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CVC Catering Group announces new executive chef

Posted Feb. 28, 2014, at 3:40 p.m.

PORTLAND, Maine — Things are heating up in the CVC Catering kitchen. One of the finest sources for culinary events in Portland has added a fresh face to their lineup: Executive Chef Todd Belanger will now be developing a range of new dishes to add to CVC’s award-winning menu. Coming from Portsmouth, N.H., Belanger has spent nearly his entire working life in the restaurant industry, cooking his way across the country and back before settling down in New England.

“I’ve been working in the kitchens since I was 13 years old. I got my first job as a dishwasher,” says Belanger in a press release, referencing his first job at Anthony’s Al Dente (now Ristorante Massimo) in Portsmouth. By the time he was 25, Belanger had advanced to the kitchen manager position at Muddy River Smokehouse, also in Portsmouth. From there, he moved on to work under Providence’s top Italian chef, Pat Orlando. “That’s where I really learned that food was my passion,” he says. Shortly thereafter, Belanger received his first executive chef position at The Deck House Cabaret Theater in Mount Desert Island, where he was able to develop his own menus for the first time.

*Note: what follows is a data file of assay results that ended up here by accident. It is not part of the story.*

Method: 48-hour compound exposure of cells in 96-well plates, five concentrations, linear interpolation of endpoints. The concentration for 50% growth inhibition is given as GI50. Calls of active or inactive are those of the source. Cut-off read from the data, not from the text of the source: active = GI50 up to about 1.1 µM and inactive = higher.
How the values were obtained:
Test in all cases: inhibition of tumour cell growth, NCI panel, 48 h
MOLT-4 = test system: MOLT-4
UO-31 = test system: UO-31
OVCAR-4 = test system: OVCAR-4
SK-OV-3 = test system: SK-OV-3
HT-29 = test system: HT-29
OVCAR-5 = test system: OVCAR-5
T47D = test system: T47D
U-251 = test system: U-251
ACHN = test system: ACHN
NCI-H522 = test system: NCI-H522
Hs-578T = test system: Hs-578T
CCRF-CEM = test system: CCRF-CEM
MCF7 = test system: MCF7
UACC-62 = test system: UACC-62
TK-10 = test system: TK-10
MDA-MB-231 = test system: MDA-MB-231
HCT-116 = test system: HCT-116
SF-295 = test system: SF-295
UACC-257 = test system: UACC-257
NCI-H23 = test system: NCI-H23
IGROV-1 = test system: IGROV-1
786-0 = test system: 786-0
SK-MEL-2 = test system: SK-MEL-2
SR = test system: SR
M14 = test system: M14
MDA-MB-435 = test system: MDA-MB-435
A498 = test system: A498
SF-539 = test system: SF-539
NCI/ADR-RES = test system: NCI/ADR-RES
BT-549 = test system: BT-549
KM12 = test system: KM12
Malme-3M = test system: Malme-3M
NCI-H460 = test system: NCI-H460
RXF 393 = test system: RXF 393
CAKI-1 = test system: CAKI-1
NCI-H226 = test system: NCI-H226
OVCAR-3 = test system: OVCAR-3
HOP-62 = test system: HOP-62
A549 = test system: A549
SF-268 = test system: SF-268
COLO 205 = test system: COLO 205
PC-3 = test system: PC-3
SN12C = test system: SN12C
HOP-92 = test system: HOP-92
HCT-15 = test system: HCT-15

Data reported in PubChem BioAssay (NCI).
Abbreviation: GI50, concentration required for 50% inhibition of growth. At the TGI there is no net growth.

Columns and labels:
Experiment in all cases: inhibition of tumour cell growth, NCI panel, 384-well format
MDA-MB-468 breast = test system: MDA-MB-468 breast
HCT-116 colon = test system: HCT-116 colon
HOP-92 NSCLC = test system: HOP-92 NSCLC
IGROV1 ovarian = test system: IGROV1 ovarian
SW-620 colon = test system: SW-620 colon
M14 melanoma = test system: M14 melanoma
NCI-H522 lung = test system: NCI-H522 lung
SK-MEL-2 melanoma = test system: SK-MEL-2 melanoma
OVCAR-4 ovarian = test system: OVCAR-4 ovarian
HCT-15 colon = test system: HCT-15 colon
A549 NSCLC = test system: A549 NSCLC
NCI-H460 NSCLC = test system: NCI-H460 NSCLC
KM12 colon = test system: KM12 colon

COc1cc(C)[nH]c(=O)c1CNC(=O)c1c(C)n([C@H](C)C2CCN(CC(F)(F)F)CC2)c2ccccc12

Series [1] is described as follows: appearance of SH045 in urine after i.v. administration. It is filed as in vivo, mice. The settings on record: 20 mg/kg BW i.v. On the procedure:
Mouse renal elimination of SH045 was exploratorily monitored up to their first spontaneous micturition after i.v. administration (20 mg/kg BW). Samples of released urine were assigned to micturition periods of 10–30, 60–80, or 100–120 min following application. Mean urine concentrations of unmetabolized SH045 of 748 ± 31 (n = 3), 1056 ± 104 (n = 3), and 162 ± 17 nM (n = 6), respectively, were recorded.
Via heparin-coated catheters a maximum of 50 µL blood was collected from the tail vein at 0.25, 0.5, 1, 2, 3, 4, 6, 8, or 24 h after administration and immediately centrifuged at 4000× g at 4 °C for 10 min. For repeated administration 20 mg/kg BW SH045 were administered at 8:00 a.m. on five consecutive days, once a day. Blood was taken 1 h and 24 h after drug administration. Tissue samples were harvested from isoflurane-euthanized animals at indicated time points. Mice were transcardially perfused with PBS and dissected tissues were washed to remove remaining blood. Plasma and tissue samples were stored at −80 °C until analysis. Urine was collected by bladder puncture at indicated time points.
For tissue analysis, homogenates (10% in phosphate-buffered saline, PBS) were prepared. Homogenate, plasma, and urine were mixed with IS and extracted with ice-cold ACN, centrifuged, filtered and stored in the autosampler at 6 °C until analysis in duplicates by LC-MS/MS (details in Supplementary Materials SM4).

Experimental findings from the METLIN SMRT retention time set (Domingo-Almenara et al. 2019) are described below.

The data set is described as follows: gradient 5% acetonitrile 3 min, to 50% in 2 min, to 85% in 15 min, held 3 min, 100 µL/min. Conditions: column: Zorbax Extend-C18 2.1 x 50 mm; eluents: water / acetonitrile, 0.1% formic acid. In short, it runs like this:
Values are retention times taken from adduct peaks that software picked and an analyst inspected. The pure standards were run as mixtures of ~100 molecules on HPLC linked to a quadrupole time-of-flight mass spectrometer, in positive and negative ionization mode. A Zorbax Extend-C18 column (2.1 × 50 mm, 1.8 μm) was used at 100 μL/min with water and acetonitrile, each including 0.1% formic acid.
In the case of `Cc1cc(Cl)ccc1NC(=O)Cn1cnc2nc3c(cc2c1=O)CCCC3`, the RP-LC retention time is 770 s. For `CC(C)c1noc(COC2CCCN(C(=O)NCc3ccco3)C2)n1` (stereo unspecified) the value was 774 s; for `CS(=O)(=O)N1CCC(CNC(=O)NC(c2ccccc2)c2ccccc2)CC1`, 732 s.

Belanger’s story only gets better from there, taking him all the way to California, where he worked as Sous Chef at the Feather Falls Casino in Oroville. “Seven years and a couple jobs later, I came back to New England,” he says, where for the last two summers he has been working at Tides Beach Club in Kennebunkport. In keeping with CVC’s White House connections (CVC catered First Lady Michelle Obama’s fundraising reception in 2011), Belanger cooked for former first lady Barbara Bush and former President George H.W. Bush. “They demanded to meet the man responsible for their best meal in Maine,” he jokes, “I took my picture with George and he signed and sent it to me… great ego strokes there.”

In his work so far with CVC, Belanger says, “My favorite part is that it’s never the same menu. Every month, I’ll be developing new entrees, appetizers, and desserts, all based on whatever is in season.” He credits his long history of working in different styles of restaurants with allowing his creations to not be tied to any specific genre. Instead, he pays close attention to the changes in the culinary scene when developing new items, and notes that much of his inspiration has come from the work of late superstar chef Charlie Trotter. “It helps me rekindle ideas I may have forgotten, and allows me to put my own twist on dishes with overtones of Maine,” he says.

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